• Example: "Street bump in Boston is an interesting IOT application, but if you extend that back into the car, if you know where those potholes are, then maybe you can get your car to slow down so you are not busting the tire when you go over it. Or with a slight movement of the steering wheel you could actually have the car move around the pothole that you might now have seen," said Mulligan.

What is the Smart America Challenge?

"Smart America Challenge was conceived by Geoff and me when we first came into the Presidential Innovation role last June. What we realized is that there has been a lot of investment that has gone into developing new technologies and making specific applications more beneficial. The government has invested hundreds of millions of dollars on basic research for cyber physical systems, but what we realized is that they are very sector specific. For example, there is a medical CPS that is making tremendous progress, but it is all about medical stuff. There are tons of investments going in to make transportation systems applicable to CPS. There are 2,800 cars running right now in south Michigan, it is a test bed of the future of cyber physical systems based cars, but what we realized is all of these projects are not talking to each other. A lot of these sector specific systems can be interconnected or federated. We believe that one plus one can be more than two," said Rhee.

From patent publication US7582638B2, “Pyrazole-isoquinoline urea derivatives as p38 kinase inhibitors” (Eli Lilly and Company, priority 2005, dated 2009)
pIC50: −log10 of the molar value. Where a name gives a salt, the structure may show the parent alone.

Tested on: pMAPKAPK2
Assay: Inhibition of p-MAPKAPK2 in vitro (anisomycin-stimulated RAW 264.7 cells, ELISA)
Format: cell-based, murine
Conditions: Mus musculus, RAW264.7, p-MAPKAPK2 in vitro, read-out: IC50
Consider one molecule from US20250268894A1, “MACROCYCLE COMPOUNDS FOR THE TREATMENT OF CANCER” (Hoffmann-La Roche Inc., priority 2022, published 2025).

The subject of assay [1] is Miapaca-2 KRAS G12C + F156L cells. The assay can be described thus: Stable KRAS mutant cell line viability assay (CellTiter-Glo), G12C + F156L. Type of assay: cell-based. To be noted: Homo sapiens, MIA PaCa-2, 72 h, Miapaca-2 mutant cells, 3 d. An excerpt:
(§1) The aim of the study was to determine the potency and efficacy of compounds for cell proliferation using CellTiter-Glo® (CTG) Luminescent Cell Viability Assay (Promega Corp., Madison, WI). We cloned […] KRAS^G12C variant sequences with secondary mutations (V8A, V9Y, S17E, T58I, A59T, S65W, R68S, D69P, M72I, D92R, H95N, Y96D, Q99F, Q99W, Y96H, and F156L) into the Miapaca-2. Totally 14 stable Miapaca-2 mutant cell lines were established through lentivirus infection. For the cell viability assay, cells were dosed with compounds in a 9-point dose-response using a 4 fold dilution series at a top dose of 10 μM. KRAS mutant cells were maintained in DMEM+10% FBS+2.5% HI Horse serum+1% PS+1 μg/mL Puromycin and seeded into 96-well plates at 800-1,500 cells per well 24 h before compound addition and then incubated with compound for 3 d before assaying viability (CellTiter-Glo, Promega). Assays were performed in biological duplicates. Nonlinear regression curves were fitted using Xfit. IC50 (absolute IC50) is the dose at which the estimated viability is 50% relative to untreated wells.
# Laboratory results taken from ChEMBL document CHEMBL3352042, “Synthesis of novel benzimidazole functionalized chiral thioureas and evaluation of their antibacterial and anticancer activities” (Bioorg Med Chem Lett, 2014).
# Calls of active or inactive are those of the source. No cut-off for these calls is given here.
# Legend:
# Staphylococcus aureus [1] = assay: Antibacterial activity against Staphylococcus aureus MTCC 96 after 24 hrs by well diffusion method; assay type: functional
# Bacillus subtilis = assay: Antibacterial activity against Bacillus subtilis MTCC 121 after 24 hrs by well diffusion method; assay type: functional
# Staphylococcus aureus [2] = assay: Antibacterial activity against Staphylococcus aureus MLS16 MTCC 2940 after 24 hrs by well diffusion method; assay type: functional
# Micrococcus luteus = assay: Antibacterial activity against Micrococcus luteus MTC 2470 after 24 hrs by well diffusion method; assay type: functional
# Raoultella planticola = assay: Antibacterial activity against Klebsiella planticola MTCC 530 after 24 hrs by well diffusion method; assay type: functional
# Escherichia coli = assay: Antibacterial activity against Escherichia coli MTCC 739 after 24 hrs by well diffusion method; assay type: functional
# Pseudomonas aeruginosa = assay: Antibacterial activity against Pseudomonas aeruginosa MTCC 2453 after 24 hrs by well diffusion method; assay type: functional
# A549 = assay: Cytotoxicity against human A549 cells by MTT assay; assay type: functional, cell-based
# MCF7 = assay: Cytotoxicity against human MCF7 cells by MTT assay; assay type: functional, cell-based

• Key Insight: "We put a challenge out to corporations large and small, to academic institutions, and to the federal government itself to say there are all of these sector specific test beds and programs that have gone on, we put a challenge out to say combine those and do something that you weren’t able to do previously so that we could show the huge gains that are going to made in manufacturing, healthcare, transportation, that gains that could be had across America by the deployment of these cyber physical systems," said Mulligan.

You guys are trying to set up some standards so that when people are creating these systems they can all work together?

"We want to be the ARPANet for CPS integration. There is a duality to nature and to our project:

  1. "One we want to get the Administration, the legislature and the American public excited about what is on the horizon, by showing them what can be done today."